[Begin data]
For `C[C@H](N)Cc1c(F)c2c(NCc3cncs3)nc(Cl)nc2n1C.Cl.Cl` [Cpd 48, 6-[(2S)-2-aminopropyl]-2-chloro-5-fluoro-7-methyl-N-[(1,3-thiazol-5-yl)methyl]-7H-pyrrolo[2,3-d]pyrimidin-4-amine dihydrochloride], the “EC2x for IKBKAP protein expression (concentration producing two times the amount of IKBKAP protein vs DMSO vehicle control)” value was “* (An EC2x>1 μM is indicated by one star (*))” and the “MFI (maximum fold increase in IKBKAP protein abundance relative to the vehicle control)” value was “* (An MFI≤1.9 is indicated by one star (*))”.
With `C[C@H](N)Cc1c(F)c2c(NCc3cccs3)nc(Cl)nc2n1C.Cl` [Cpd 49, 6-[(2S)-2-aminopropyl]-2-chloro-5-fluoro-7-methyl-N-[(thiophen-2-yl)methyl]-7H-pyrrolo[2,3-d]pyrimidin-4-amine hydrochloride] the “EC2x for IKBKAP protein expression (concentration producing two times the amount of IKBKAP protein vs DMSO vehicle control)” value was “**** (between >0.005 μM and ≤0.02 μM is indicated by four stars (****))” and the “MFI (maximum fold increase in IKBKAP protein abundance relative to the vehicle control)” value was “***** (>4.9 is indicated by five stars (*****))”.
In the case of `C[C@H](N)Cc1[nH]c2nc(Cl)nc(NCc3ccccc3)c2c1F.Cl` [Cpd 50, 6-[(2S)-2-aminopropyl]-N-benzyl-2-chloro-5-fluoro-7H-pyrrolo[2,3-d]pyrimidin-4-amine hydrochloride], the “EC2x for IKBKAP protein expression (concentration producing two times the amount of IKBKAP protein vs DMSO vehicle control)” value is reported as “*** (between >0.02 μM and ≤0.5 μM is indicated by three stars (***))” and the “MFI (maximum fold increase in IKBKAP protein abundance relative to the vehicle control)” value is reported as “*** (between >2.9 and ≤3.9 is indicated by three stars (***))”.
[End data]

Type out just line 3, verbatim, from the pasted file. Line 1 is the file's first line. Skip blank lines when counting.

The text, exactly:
In the case of `C[C@H](N)Cc1[nH]c2nc(Cl)nc(NCc3ccccc3)c2c1F.Cl` [Cpd 50, 6-[(2S)-2-aminopropyl]-N-benzyl-2-chloro-5-fluoro-7H-pyrrolo[2,3-d]pyrimidin-4-amine hydrochloride], the “EC2x for IKBKAP protein expression (concentration producing two times the amount of IKBKAP protein vs DMSO vehicle control)” value is reported as “*** (between >0.02 μM and ≤0.5 μM is indicated by three stars (***))” and the “MFI (maximum fold increase in IKBKAP protein abundance relative to the vehicle control)” value is reported as “*** (between >2.9 and ≤3.9 is indicated by three stars (***))”.